Bahrain plans 'secret' Aids centres
Manama, June 16, 2008
The first of a nationwide chain of anonymous Aids testing centres will be set up in Manama in a month, it was declared.
Its location will be finalised in the next few days, said National Sexually Transmitted Diseases Programme manager Dr Somaya Al Jowder.
"We are looking at various options, but have narrowed it down to the Public Health Directorate and the Red Crescent Society headquarters," she said.
She said Bahrain would be the second country in the region after Saudi Arabia to set up such centres.
A new set of proposals are also in the offing for comprehensive Aids checks on Indian housemaids coming to work in Bahrain, Dr Al Jowder told a Press conference at the Health Ministry.
This is being done after it has been revealed that the majority of expatriate women sufferers from Aids are Indian housemaids," she said.
A similar set of measures had been put in place a few years ago when it was revealed the majority of expatriate women sufferers were housemaids from Ethiopia.
"There will be an enhanced level of vigil and more comprehensive tests may also be done as part of the measures," said Dr Al Jowder.
She is fresh home from the United Nations headquarters in New York, after taking part in the first HIV/TB Global Leaders' Forum.
The Bahrain delegation at the event was led by Health Minister Dr Faisal Al Hamer.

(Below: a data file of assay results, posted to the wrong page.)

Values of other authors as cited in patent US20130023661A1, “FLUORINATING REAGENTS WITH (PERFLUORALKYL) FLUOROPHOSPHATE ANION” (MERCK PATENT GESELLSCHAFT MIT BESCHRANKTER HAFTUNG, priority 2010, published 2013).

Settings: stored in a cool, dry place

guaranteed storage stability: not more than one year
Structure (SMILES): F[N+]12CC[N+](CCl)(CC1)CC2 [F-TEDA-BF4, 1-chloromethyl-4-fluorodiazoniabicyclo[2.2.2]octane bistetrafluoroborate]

Global leaders were briefed on the progress Bahrain has made in combating HIV and tuberculosis (TB) in the last two years.
Dr Al Jowder said the "secret" Aids centres were an attempt to reach hundreds of people who may be infected without being aware of it.
"While we know there were 91 Aids sufferers out of those tested in Bahrain in 2007, there may be as many others who could be infected without knowing they are," she said. "That is the reason why we wanted an anonymous screening programme, to remove the barriers of fear and social stigma.
"We conducted pre-marital tests on 10,000 Bahrainis last year for Aids and found only one of them was HIV positive. That is an encouraging sign, since we know the awareness campaigns are reaching somewhere."
She said it was also revealed that most of those infected were due to unprotected sex, while some were infected as a result of improper use of syringes. "There is a greater awareness among the people on unprotected sex, since Industry and Commerce Ministry figures have revealed there is a marked increase in the import of condoms into the country," said Dr Al Jowder.
She said of the 91 cases which tested positive in 2007, 68 were non-Bahrainis.
Among the Bahrainis, 90 per cent were men and the rest women. "While it was revealed most men got infected due to improper use of syringes, almost all the women, it was revealed, were infected by their husbands," said Dr Al Jowder.
She said 325 Bahrainis and 500 non-Bahrainis had tested positive for Aids between 1986 and the end of 2006.
The anonymous testing centres will help people otherwise afraid to come forward, for fear of the social stigma.
"It is vital that we establish a system that encourages those who want to remain anonymous to come forward and have their blood tested for HIV and Aids," said Dr Al Jowder.
She said the plan was to have a centre in each governorate, starting with one in the Manama area.-TradeArabia News Service
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